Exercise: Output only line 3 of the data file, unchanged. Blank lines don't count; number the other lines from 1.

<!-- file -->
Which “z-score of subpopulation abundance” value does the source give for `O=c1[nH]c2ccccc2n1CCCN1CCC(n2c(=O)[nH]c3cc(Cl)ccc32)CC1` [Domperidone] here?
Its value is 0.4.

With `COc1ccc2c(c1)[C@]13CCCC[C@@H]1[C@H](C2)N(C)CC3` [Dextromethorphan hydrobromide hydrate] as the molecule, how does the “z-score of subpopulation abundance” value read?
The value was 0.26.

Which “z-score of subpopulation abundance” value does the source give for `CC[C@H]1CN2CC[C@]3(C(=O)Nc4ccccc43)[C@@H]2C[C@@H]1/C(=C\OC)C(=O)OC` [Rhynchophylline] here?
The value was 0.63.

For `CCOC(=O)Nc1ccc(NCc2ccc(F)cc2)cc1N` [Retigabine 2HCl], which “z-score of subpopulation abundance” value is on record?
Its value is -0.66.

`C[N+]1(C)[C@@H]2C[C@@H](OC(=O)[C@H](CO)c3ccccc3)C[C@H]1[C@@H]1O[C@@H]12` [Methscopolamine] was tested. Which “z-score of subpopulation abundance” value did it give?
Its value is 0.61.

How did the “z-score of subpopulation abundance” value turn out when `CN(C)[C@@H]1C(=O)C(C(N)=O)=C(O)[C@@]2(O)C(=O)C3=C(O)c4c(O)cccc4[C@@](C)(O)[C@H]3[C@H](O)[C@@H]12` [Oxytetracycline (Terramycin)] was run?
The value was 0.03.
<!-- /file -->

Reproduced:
With `COc1ccc2c(c1)[C@]13CCCC[C@@H]1[C@H](C2)N(C)CC3` [Dextromethorphan hydrobromide hydrate] as the molecule, how does the “z-score of subpopulation abundance” value read?